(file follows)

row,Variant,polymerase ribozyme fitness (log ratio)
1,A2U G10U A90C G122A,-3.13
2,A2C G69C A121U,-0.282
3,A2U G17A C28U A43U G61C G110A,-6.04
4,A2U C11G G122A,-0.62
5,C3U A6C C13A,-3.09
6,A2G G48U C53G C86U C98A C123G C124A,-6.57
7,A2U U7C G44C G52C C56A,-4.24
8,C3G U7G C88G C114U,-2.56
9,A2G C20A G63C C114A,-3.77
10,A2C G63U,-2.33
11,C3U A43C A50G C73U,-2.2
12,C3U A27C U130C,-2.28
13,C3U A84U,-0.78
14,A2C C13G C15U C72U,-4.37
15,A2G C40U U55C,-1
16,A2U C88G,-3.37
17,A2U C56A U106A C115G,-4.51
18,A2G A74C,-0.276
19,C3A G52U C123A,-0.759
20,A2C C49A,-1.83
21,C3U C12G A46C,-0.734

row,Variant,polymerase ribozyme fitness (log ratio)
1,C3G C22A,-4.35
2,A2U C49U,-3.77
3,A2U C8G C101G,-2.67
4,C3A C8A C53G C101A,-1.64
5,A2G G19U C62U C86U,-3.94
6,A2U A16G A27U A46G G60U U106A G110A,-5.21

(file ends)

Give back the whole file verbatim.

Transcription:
row,Variant,polymerase ribozyme fitness (log ratio)
1,A2U G10U A90C G122A,-3.13
2,A2C G69C A121U,-0.282
3,A2U G17A C28U A43U G61C G110A,-6.04
4,A2U C11G G122A,-0.62
5,C3U A6C C13A,-3.09
6,A2G G48U C53G C86U C98A C123G C124A,-6.57
7,A2U U7C G44C G52C C56A,-4.24
8,C3G U7G C88G C114U,-2.56
9,A2G C20A G63C C114A,-3.77
10,A2C G63U,-2.33
11,C3U A43C A50G C73U,-2.2
12,C3U A27C U130C,-2.28
13,C3U A84U,-0.78
14,A2C C13G C15U C72U,-4.37
15,A2G C40U U55C,-1
16,A2U C88G,-3.37
17,A2U C56A U106A C115G,-4.51
18,A2G A74C,-0.276
19,C3A G52U C123A,-0.759
20,A2C C49A,-1.83
21,C3U C12G A46C,-0.734

row,Variant,polymerase ribozyme fitness (log ratio)
1,C3G C22A,-4.35
2,A2U C49U,-3.77
3,A2U C8G C101G,-2.67
4,C3A C8A C53G C101A,-1.64
5,A2G G19U C62U C86U,-3.94
6,A2U A16G A27U A46G G60U U106A G110A,-5.21